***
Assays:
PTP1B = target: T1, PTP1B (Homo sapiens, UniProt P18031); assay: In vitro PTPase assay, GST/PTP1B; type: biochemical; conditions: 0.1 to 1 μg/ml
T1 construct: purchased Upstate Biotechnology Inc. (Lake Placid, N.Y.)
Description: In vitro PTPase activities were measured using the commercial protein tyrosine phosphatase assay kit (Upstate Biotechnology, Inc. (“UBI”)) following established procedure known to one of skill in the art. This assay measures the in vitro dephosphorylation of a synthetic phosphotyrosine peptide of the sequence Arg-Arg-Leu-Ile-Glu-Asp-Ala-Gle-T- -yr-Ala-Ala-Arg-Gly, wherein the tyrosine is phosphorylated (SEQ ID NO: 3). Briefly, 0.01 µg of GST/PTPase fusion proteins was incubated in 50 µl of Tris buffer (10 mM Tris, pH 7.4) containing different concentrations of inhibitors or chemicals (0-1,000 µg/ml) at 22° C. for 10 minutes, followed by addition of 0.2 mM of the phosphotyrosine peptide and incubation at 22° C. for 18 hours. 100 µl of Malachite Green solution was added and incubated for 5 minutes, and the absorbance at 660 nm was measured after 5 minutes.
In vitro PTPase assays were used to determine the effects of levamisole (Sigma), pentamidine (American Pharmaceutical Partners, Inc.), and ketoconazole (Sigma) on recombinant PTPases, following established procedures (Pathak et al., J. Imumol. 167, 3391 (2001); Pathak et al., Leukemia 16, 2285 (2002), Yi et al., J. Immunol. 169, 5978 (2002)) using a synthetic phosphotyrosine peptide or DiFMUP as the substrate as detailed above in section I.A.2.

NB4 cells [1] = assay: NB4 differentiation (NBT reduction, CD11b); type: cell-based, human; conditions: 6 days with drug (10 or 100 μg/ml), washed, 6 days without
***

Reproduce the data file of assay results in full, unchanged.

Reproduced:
Assays:
PTP1B = target: T1, PTP1B (Homo sapiens, UniProt P18031); assay: In vitro PTPase assay, GST/PTP1B; type: biochemical; conditions: 0.1 to 1 μg/ml
T1 construct: purchased Upstate Biotechnology Inc. (Lake Placid, N.Y.)
Description: In vitro PTPase activities were measured using the commercial protein tyrosine phosphatase assay kit (Upstate Biotechnology, Inc. (“UBI”)) following established procedure known to one of skill in the art. This assay measures the in vitro dephosphorylation of a synthetic phosphotyrosine peptide of the sequence Arg-Arg-Leu-Ile-Glu-Asp-Ala-Gle-T- -yr-Ala-Ala-Arg-Gly, wherein the tyrosine is phosphorylated (SEQ ID NO: 3). Briefly, 0.01 µg of GST/PTPase fusion proteins was incubated in 50 µl of Tris buffer (10 mM Tris, pH 7.4) containing different concentrations of inhibitors or chemicals (0-1,000 µg/ml) at 22° C. for 10 minutes, followed by addition of 0.2 mM of the phosphotyrosine peptide and incubation at 22° C. for 18 hours. 100 µl of Malachite Green solution was added and incubated for 5 minutes, and the absorbance at 660 nm was measured after 5 minutes.
In vitro PTPase assays were used to determine the effects of levamisole (Sigma), pentamidine (American Pharmaceutical Partners, Inc.), and ketoconazole (Sigma) on recombinant PTPases, following established procedures (Pathak et al., J. Imumol. 167, 3391 (2001); Pathak et al., Leukemia 16, 2285 (2002), Yi et al., J. Immunol. 169, 5978 (2002)) using a synthetic phosphotyrosine peptide or DiFMUP as the substrate as detailed above in section I.A.2.

NB4 cells [1] = assay: NB4 differentiation (NBT reduction, CD11b); type: cell-based, human; conditions: 6 days with drug (10 or 100 μg/ml), washed, 6 days without